Syrian Refugees: A Moral and Humanitarian Imperative for the United States by Peter Billerbeck

Entrance to the Sabra and Shatila Refugee Community in South Beirut, Image: Peter Billerbeck

When President Obama is sworn in for a second term this January, his administration will face a multitude of foreign policy challenges. Among them is the crisis in Syria which has metastasized into a full blown civil war, which is tragically unlikely to end in the near future. Much attention has rightly been paid to the brutal killings and repression perpetrated by the Assad regime, with a death toll now reaching over 30,000. However, beyond the headlines lies the predicament of the surge of Syrian refugees facing the region.

According to the United Nations High Commissioner for Refugees, upwards of 100,000 Syrians have fled to neighboring Turkey and over 80,000 to both Lebanon and Jordan. Turkey has a played a pivotal role in assuring Syrians safe haven, but has recently shown signs of straining over capacity as previously announced limits are reached and exceeded. As the protracted nature of the conflict has become reality and the Assad regime remains intransigent, domestic forces within Turkey are resisting the Erdogan administration’s policies of acceptance. All the while, conditions in camps along the Turkish-Syrian border worsen and Syrians face harsh natural elements, unsanitary conditions and few prospects for economic livelihood or integration in their adopted state.

Neighboring Lebanon faces no less significant of a challenge. While so far many Syrians fleeing to population centers in Lebanon have been accommodated in established communities, among extended families or other support networks, these capacities are nearing their limits. This summer, in interviews I conducted with Lebanese political, academic and social leaders, many expressed concern for a Lebanese state already burdened by over 400,000 Palestinian refugees who have become de-facto permanent residents. One leader, Simon Abiramia (MP of the Free Patriotic Movement) detailed legislative efforts to afford greater job opportunities to youth refugees. While some have prospered, the hardships of day-to-day economic livelihood remain a struggle for the majority. A visit to the communities of Ain el Helweh, Sabra or Shatila makes plain this harsh reality of indefinite refugeehood where conditions remain unhealthy, underdeveloped and largely ignored by governmental authorities.

Some may claim that the nature of Syrian refugees is incomparable with the plight of stateless Palestinians; however, that notion presupposes Syria will be a state safe enough to return to in the near future. A more sober assessment foresees the potential of a persistent unstable state emerging should the Assad regime collapse, much like post-2003 Iraq. In that case, Syrian refugees in Lebanon will find themselves facing effectively the same conundrum as the Palestinians.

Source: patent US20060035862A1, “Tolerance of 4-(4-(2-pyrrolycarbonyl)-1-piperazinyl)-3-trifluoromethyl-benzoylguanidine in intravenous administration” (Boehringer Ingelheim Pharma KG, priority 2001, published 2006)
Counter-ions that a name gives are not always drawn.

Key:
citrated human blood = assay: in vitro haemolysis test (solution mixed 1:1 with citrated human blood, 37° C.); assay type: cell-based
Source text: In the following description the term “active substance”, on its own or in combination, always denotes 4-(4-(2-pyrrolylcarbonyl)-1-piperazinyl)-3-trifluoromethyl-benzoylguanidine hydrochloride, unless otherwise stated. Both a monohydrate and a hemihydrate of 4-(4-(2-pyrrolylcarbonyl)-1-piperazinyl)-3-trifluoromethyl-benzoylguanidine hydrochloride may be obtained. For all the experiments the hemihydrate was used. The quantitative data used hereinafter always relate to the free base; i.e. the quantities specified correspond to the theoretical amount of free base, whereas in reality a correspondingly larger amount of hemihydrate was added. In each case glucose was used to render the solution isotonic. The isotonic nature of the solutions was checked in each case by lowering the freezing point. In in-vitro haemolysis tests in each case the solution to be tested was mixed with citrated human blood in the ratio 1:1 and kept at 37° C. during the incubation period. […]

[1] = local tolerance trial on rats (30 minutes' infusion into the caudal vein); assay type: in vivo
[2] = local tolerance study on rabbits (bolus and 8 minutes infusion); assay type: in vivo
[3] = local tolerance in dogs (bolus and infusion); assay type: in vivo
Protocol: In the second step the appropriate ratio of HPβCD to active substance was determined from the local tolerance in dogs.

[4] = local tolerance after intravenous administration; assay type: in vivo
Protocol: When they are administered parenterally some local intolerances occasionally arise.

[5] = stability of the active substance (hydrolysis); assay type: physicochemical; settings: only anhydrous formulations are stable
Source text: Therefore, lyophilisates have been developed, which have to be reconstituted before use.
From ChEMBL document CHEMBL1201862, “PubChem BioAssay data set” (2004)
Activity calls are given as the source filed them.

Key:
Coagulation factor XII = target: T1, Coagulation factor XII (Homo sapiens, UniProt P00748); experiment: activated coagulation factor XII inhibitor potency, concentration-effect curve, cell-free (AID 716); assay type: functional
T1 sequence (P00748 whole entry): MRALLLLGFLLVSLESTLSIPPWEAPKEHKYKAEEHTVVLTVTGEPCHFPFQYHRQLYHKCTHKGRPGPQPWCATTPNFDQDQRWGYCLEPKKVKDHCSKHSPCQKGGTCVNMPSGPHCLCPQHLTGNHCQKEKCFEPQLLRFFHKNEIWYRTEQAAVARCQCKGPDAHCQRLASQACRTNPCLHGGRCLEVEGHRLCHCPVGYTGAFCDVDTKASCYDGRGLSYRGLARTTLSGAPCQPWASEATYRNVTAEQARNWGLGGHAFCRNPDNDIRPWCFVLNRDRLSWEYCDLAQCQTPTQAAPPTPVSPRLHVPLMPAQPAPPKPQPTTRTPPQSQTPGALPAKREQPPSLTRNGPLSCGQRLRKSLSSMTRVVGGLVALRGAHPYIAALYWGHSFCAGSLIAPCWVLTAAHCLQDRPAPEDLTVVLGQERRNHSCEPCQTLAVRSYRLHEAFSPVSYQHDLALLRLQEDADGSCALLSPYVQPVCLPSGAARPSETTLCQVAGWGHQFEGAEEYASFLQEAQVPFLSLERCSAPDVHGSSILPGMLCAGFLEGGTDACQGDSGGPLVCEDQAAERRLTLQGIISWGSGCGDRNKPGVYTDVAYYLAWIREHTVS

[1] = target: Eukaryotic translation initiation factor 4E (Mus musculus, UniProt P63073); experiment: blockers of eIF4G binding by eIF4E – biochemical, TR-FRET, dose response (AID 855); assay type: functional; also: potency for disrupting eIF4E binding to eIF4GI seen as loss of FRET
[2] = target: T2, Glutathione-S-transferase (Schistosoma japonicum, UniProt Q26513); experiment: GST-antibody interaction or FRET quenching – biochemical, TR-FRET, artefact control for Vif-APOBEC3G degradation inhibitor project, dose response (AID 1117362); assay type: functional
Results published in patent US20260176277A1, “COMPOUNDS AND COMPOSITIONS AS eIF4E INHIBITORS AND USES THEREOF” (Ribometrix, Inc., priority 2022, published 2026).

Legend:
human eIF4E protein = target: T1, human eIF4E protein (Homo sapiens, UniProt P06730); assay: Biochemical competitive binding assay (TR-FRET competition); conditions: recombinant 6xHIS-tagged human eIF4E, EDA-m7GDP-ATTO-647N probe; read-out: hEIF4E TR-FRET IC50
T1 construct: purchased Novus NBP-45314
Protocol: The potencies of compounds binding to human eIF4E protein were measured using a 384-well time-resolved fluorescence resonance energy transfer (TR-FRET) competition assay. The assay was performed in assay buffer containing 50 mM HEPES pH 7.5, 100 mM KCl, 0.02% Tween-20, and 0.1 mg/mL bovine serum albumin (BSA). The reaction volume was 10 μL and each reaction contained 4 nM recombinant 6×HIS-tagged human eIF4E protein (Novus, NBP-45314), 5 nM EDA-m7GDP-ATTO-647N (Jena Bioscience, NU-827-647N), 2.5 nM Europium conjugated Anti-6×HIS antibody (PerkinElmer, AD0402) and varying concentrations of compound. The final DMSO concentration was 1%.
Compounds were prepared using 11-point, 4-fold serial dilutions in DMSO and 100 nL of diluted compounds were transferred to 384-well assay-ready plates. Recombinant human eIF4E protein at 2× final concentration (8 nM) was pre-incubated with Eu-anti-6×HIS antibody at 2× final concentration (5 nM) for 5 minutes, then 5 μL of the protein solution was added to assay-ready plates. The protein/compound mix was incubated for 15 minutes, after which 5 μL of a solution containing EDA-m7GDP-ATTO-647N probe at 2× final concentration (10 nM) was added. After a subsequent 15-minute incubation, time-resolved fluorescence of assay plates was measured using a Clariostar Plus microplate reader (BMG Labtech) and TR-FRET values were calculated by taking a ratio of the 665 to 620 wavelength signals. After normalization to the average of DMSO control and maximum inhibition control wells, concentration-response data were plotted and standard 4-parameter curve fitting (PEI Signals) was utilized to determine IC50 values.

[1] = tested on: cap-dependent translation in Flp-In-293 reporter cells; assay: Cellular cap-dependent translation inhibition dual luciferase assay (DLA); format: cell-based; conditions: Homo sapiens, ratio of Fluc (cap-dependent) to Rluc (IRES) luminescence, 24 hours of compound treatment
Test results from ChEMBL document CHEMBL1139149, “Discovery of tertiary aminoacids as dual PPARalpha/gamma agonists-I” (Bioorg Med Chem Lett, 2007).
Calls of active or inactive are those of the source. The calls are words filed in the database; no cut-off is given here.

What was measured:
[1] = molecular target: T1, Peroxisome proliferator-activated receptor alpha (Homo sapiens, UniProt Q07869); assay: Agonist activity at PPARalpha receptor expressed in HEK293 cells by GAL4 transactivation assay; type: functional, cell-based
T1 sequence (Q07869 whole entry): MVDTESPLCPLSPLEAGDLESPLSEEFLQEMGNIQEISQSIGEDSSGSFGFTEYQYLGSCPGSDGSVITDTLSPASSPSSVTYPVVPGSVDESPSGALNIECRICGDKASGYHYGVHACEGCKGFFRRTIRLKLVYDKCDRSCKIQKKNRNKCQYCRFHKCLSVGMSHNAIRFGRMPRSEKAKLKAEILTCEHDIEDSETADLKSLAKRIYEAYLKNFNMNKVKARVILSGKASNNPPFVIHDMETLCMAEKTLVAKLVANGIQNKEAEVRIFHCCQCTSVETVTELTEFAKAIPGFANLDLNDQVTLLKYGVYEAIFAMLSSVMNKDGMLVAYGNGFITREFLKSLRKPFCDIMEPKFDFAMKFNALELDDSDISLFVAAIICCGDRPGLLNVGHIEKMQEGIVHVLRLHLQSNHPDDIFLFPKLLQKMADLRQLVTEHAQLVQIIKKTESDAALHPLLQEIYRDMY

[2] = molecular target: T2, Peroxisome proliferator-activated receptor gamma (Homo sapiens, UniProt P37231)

Ensuring refugee camps in neighboring countries do not devolve into permanent squalor and misery is not only a moral and humanitarian imperative but also a necessary bulwark against broader trans-border sectarian instability and clashes with the potential to engulf the entire region.

Therefore, the United States must do more to vigorously support the efforts of aid organizations and neighboring states to shoulder the weight of the Syrian humanitarian crisis. Though the U.S. State Department has pledged and apportioned non-lethal aid to opposition groups operating within Syria as well as existing efforts from other refugee organizations totaling over $100 million USD, more can and should be done to provide relief to those fleeing the brutal Assad regime. This should not be construed as a call for intervention but rather a call for relief efforts from the State Department, USAID and non-governmental partner organizations be granted a broader mandate and increased resources to assist refugees desperately in need. This means expanding the initial assistance already provided through multilateral organizations in Western Turkey to more remote Turkish border regions, the Bekaa area of Lebanon and northern Jordan.

While calls for aggressive covert action, no-fly zones, militarized safe zones and other doors to intervention are thrust open, we must be wary of such options for the risks they entail. However, we should immediately pursue increased support and humanitarian aid for those Syrians struggling as refugees in neighboring countries.

As we have seen in other cases of brutally drawn out civil conflicts, while global powers are plotting and strategizing, refugee populations are all too often forgotten and purposely ignored. The examples of Sudan, Somalia, Iraq and Afghanistan are only a few of the most recent cases – Syria must not be another.

Peter Billerbeck is completing his Master’s of Science in Foreign Service at Georgetown University and was awarded a National Council on U.S. – Arab Relations Summer Lebanon Fellowship. All views expressed are his own.